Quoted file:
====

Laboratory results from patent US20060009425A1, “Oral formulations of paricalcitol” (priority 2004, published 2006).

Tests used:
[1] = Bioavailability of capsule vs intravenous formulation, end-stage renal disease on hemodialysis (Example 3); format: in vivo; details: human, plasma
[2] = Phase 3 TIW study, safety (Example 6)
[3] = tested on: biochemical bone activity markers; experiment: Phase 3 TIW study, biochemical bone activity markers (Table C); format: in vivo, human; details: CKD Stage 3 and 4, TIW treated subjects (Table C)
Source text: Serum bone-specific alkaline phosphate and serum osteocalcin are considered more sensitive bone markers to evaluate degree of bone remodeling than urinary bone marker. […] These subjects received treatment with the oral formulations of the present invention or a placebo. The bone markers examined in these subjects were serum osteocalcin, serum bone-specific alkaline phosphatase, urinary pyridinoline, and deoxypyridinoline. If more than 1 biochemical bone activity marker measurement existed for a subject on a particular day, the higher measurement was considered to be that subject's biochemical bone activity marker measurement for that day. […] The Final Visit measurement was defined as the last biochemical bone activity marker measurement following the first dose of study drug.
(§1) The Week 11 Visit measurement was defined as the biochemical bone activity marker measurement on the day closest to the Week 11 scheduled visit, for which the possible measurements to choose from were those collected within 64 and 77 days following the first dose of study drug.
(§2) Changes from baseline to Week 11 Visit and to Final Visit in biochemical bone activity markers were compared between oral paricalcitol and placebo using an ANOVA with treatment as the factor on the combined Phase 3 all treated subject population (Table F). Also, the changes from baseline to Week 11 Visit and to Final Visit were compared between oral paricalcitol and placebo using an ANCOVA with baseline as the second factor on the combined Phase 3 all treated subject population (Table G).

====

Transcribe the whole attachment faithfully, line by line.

Laboratory results from patent US20060009425A1, “Oral formulations of paricalcitol” (priority 2004, published 2006).

Tests used:
[1] = Bioavailability of capsule vs intravenous formulation, end-stage renal disease on hemodialysis (Example 3); format: in vivo; details: human, plasma
[2] = Phase 3 TIW study, safety (Example 6)
[3] = tested on: biochemical bone activity markers; experiment: Phase 3 TIW study, biochemical bone activity markers (Table C); format: in vivo, human; details: CKD Stage 3 and 4, TIW treated subjects (Table C)
Source text: Serum bone-specific alkaline phosphate and serum osteocalcin are considered more sensitive bone markers to evaluate degree of bone remodeling than urinary bone marker. […] These subjects received treatment with the oral formulations of the present invention or a placebo. The bone markers examined in these subjects were serum osteocalcin, serum bone-specific alkaline phosphatase, urinary pyridinoline, and deoxypyridinoline. If more than 1 biochemical bone activity marker measurement existed for a subject on a particular day, the higher measurement was considered to be that subject's biochemical bone activity marker measurement for that day. […] The Final Visit measurement was defined as the last biochemical bone activity marker measurement following the first dose of study drug.
(§1) The Week 11 Visit measurement was defined as the biochemical bone activity marker measurement on the day closest to the Week 11 scheduled visit, for which the possible measurements to choose from were those collected within 64 and 77 days following the first dose of study drug.
(§2) Changes from baseline to Week 11 Visit and to Final Visit in biochemical bone activity markers were compared between oral paricalcitol and placebo using an ANOVA with treatment as the factor on the combined Phase 3 all treated subject population (Table F). Also, the changes from baseline to Week 11 Visit and to Final Visit were compared between oral paricalcitol and placebo using an ANCOVA with baseline as the second factor on the combined Phase 3 all treated subject population (Table G).